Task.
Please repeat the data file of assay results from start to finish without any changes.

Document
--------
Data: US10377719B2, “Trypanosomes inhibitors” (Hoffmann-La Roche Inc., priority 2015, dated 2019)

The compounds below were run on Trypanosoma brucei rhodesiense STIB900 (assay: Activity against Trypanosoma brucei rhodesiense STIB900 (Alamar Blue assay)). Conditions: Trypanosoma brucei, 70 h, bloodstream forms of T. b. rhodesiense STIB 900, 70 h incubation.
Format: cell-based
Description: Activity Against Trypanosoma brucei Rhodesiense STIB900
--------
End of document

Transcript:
Data: US10377719B2, “Trypanosomes inhibitors” (Hoffmann-La Roche Inc., priority 2015, dated 2019)

The compounds below were run on Trypanosoma brucei rhodesiense STIB900 (assay: Activity against Trypanosoma brucei rhodesiense STIB900 (Alamar Blue assay)). Conditions: Trypanosoma brucei, 70 h, bloodstream forms of T. b. rhodesiense STIB 900, 70 h incubation.
Format: cell-based
Description: Activity Against Trypanosoma brucei Rhodesiense STIB900